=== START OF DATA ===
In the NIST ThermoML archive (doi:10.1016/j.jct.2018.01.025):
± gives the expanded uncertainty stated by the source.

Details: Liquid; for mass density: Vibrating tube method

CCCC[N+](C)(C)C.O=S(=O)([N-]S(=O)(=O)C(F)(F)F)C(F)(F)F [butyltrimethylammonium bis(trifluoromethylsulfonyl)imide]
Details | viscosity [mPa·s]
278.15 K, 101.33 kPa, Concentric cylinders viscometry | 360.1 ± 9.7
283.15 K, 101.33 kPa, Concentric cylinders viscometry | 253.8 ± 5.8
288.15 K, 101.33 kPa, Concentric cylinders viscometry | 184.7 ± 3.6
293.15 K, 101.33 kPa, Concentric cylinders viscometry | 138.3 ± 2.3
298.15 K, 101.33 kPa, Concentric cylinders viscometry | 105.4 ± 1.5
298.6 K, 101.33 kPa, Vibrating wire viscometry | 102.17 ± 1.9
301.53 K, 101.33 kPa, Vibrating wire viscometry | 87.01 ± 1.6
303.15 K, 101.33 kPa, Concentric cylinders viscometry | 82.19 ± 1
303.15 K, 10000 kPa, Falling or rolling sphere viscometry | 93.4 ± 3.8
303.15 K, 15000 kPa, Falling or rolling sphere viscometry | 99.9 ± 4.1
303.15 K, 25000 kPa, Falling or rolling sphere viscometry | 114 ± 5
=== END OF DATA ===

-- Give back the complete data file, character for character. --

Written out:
In the NIST ThermoML archive (doi:10.1016/j.jct.2018.01.025):
± gives the expanded uncertainty stated by the source.

Details: Liquid; for mass density: Vibrating tube method

CCCC[N+](C)(C)C.O=S(=O)([N-]S(=O)(=O)C(F)(F)F)C(F)(F)F [butyltrimethylammonium bis(trifluoromethylsulfonyl)imide]
Details | viscosity [mPa·s]
278.15 K, 101.33 kPa, Concentric cylinders viscometry | 360.1 ± 9.7
283.15 K, 101.33 kPa, Concentric cylinders viscometry | 253.8 ± 5.8
288.15 K, 101.33 kPa, Concentric cylinders viscometry | 184.7 ± 3.6
293.15 K, 101.33 kPa, Concentric cylinders viscometry | 138.3 ± 2.3
298.15 K, 101.33 kPa, Concentric cylinders viscometry | 105.4 ± 1.5
298.6 K, 101.33 kPa, Vibrating wire viscometry | 102.17 ± 1.9
301.53 K, 101.33 kPa, Vibrating wire viscometry | 87.01 ± 1.6
303.15 K, 101.33 kPa, Concentric cylinders viscometry | 82.19 ± 1
303.15 K, 10000 kPa, Falling or rolling sphere viscometry | 93.4 ± 3.8
303.15 K, 15000 kPa, Falling or rolling sphere viscometry | 99.9 ± 4.1
303.15 K, 25000 kPa, Falling or rolling sphere viscometry | 114 ± 5